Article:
Real Estate Investment Strategies for the New Investor

By: Jeremy Biberdorf

September 25, 2017

Real Estate Investment Strategies for the New Investor


Investing in real estate can be an effective way to make money both actively and passively. While some may believe that they don't have the time or money to get involved in real estate investing, it may be easier than they think.

Let's go over a few tips that can help beginners be successful buying or selling homes or other properties.

Put Money In Real Estate Investment Trusts

Investing in a real estate investment trust (REIT) gives you exposure to the real estate sector without buying an actual property. A REIT generally invests in a certain type of property or in certain types of loans made for those properties.


For instance, one REIT may focus on buying mortgages while another REIT may focus on buying commercial buildings. It may be possible to invest in a REIT with as little as $1,000 or less.

Act as a Hard Money Lender

Hard money lenders provide money to those looking to flip residential real estate. In most cases, you will get your money back plus interest in about 90 days. Interest is generally charged on a daily compounding basis, and the loan is secured by the home itself.


It is possible for lenders to achieve the equivalent of a 12 percent annual return with one 90-day loan. Annualized returns may be higher for those who make multiple loans per year. If desired, you could offer online loans to expand your base of clients.


Buy a Duplex

One of the easiest ways to become a real estate investor is to buy a duplex. While you live in one portion of the house, a tenant will occupy the unused half. First-time buyers may be especially interested in buying duplexes because renting out half of their home may reduce their mortgage payment.


Alternatively, the owner of a duplex could use the rent money to make extra payments and build equity in the home faster.

Focus on Rental Properties

New investors who are interested in buying properties should look for those that they can rent. For instance, it may be a good idea to buy a home that has a tenant in it or an apartment complex. This may be ideal because monthly rent checks provide a steady stream of revenue to cover maintenance and other costs. Over time, that money can be used as an income stream or as free cash to buy other properties with.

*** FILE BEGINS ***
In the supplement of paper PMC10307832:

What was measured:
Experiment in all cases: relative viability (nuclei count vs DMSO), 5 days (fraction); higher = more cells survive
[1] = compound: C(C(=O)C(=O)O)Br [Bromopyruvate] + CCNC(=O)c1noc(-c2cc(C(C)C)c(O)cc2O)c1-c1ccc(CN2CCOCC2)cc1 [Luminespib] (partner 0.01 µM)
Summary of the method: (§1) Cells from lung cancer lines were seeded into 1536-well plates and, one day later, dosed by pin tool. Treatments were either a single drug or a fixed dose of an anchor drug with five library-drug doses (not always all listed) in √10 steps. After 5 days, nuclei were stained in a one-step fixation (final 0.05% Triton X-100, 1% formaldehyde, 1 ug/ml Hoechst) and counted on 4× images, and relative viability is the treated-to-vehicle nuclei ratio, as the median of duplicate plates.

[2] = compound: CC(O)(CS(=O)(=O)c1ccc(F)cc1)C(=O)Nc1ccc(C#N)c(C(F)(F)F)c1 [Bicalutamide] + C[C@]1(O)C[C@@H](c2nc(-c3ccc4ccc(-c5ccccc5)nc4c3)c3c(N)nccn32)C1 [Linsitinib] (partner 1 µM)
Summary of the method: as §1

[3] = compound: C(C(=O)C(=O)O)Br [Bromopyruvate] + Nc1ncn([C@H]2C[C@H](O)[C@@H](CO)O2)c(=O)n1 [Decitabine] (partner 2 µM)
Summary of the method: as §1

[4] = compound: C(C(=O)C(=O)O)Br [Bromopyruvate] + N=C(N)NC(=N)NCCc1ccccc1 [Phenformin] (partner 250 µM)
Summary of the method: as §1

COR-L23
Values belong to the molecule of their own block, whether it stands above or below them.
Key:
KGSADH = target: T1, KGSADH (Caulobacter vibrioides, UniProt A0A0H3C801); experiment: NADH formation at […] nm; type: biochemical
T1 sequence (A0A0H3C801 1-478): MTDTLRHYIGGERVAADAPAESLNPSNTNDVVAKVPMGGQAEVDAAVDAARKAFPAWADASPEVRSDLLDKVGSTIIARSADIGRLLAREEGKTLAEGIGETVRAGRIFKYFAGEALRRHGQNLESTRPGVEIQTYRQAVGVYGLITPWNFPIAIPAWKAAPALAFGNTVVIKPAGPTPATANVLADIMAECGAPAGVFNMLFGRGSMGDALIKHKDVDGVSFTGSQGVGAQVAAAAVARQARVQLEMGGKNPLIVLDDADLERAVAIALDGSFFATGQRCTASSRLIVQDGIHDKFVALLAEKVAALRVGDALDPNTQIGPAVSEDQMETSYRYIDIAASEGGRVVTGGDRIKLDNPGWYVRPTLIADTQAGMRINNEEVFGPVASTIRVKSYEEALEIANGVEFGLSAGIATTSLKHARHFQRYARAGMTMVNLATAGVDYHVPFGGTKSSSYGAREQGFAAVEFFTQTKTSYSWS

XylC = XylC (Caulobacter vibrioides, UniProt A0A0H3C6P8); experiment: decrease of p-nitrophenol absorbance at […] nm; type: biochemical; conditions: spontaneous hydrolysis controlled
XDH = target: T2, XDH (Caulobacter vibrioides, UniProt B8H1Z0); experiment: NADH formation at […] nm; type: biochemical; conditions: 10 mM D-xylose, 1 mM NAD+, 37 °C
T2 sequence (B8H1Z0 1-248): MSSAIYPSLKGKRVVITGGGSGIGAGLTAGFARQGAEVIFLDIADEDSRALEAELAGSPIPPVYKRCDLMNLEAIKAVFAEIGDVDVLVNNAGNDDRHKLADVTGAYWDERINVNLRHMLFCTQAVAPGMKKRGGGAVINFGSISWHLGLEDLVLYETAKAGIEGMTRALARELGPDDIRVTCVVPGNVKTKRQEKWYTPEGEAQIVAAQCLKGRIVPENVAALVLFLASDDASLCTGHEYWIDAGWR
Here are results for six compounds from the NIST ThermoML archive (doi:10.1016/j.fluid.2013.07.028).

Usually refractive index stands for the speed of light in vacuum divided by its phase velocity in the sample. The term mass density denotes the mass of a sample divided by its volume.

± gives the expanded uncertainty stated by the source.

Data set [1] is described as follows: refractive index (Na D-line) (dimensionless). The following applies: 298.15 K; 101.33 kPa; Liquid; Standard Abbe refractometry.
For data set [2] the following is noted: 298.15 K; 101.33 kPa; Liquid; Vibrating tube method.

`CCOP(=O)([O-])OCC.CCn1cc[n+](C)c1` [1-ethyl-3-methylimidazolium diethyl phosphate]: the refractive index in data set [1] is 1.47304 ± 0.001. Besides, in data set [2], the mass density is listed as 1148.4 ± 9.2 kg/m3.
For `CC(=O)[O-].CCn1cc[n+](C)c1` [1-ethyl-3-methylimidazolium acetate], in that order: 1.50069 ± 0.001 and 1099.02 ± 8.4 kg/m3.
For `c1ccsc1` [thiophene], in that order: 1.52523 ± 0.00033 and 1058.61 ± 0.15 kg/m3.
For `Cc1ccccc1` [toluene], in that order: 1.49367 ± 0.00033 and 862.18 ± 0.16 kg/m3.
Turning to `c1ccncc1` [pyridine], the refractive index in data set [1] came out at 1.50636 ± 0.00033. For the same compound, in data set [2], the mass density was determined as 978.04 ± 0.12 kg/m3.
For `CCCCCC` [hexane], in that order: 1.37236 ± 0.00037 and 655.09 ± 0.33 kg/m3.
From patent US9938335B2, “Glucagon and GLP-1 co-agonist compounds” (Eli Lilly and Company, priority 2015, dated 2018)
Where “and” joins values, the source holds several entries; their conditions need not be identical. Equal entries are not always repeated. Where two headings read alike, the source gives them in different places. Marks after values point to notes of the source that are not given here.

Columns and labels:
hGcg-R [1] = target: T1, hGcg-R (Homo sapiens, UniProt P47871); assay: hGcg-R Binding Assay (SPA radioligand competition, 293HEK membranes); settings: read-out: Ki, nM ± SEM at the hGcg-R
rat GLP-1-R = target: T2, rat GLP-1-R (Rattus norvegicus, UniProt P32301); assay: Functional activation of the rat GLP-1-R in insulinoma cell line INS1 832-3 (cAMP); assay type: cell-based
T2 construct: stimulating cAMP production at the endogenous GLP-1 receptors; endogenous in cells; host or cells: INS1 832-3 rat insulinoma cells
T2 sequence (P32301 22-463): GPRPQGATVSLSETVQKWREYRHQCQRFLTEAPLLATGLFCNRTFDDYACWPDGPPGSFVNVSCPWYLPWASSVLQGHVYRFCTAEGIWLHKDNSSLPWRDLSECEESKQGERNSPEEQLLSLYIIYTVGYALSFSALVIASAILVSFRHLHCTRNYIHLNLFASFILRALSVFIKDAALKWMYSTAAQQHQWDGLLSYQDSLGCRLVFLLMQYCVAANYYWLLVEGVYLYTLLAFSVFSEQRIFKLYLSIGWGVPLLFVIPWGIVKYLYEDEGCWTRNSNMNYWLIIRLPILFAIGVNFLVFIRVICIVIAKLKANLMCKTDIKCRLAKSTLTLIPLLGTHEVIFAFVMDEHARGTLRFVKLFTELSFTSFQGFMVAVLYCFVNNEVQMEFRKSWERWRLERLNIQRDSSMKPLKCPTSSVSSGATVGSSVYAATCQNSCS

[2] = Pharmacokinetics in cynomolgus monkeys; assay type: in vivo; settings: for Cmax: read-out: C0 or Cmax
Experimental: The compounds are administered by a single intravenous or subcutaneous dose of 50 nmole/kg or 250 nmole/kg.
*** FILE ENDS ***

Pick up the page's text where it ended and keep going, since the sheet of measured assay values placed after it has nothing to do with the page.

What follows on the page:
Go In With a Partner

When you are first starting out, it may not be a bad idea to have a partner to help finance your project. If you are looking to flip a home, your partner may buy the house or cover your mortgage payment until the house sells. When it does, that person will then be repaid plus given a portion of the profits as a return on capital.


Having a financial backer who isn't a hard money lender may also be beneficial because this person may offer lower rates. He or she may be more lenient than a bank when it comes to providing hundreds of thousands of dollars to someone who may not have the collateral or assets to repay the loan.


New real estate investors have plenty of options to earn a return on their capital. Whether you have $1,000 or $100,000 to invest, there are likely ways to grow your money and gain the flexibility needed to take on larger and more profitable projects in the future.


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About the Author:

Jeremy Biberdorf is the founder of Modest Money. After working many years in the website marketing industry, he decided to take on blogging full time and also get his finances headed in the right direction. Also check out his contributions to Equities.com and Benzinga.

1 thought on “Real Estate Investment Strategies for the New Investor”

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    Great article! Being a new investor myself having a partner really moved things along for us and allowed us to purchase our first property on the 20th of April. He also provides experience because he has been investing for 20 years. I provide all the leg work and he provides the cash!

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